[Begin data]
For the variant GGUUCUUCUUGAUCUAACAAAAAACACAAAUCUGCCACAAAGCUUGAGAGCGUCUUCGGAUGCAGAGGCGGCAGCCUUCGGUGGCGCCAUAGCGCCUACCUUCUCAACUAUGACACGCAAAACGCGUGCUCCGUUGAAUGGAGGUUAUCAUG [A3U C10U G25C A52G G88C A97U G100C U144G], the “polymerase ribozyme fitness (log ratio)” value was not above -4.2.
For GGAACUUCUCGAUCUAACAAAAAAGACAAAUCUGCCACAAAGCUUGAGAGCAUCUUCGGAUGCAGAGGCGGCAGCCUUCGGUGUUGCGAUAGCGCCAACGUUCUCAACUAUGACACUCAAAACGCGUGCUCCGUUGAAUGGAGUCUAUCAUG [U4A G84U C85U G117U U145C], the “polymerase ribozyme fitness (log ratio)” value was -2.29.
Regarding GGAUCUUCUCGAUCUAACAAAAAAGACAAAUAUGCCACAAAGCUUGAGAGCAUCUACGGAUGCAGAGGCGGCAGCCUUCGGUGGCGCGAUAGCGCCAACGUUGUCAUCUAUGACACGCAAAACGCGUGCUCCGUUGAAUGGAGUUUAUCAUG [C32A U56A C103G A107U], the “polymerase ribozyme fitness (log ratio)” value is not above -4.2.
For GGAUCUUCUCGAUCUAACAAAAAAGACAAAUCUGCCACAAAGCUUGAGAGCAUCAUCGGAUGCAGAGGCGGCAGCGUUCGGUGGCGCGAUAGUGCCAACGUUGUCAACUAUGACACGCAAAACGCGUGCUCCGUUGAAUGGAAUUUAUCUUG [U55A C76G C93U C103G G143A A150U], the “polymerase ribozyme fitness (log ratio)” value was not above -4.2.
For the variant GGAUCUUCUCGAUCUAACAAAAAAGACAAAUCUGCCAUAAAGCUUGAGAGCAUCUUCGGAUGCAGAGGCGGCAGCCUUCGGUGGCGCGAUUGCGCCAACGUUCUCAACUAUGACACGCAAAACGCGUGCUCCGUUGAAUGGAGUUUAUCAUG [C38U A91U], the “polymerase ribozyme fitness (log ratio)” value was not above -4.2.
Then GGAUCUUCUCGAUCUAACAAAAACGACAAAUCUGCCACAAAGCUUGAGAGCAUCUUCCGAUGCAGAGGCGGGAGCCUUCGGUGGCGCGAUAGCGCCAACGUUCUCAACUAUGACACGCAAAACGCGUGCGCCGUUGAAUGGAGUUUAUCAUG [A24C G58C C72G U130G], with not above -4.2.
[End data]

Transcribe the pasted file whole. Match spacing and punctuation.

For the variant GGUUCUUCUUGAUCUAACAAAAAACACAAAUCUGCCACAAAGCUUGAGAGCGUCUUCGGAUGCAGAGGCGGCAGCCUUCGGUGGCGCCAUAGCGCCUACCUUCUCAACUAUGACACGCAAAACGCGUGCUCCGUUGAAUGGAGGUUAUCAUG [A3U C10U G25C A52G G88C A97U G100C U144G], the “polymerase ribozyme fitness (log ratio)” value was not above -4.2.
For GGAACUUCUCGAUCUAACAAAAAAGACAAAUCUGCCACAAAGCUUGAGAGCAUCUUCGGAUGCAGAGGCGGCAGCCUUCGGUGUUGCGAUAGCGCCAACGUUCUCAACUAUGACACUCAAAACGCGUGCUCCGUUGAAUGGAGUCUAUCAUG [U4A G84U C85U G117U U145C], the “polymerase ribozyme fitness (log ratio)” value was -2.29.
Regarding GGAUCUUCUCGAUCUAACAAAAAAGACAAAUAUGCCACAAAGCUUGAGAGCAUCUACGGAUGCAGAGGCGGCAGCCUUCGGUGGCGCGAUAGCGCCAACGUUGUCAUCUAUGACACGCAAAACGCGUGCUCCGUUGAAUGGAGUUUAUCAUG [C32A U56A C103G A107U], the “polymerase ribozyme fitness (log ratio)” value is not above -4.2.
For GGAUCUUCUCGAUCUAACAAAAAAGACAAAUCUGCCACAAAGCUUGAGAGCAUCAUCGGAUGCAGAGGCGGCAGCGUUCGGUGGCGCGAUAGUGCCAACGUUGUCAACUAUGACACGCAAAACGCGUGCUCCGUUGAAUGGAAUUUAUCUUG [U55A C76G C93U C103G G143A A150U], the “polymerase ribozyme fitness (log ratio)” value was not above -4.2.
For the variant GGAUCUUCUCGAUCUAACAAAAAAGACAAAUCUGCCAUAAAGCUUGAGAGCAUCUUCGGAUGCAGAGGCGGCAGCCUUCGGUGGCGCGAUUGCGCCAACGUUCUCAACUAUGACACGCAAAACGCGUGCUCCGUUGAAUGGAGUUUAUCAUG [C38U A91U], the “polymerase ribozyme fitness (log ratio)” value was not above -4.2.
Then GGAUCUUCUCGAUCUAACAAAAACGACAAAUCUGCCACAAAGCUUGAGAGCAUCUUCCGAUGCAGAGGCGGGAGCCUUCGGUGGCGCGAUAGCGCCAACGUUCUCAACUAUGACACGCAAAACGCGUGCGCCGUUGAAUGGAGUUUAUCAUG [A24C G58C C72G U130G], with not above -4.2.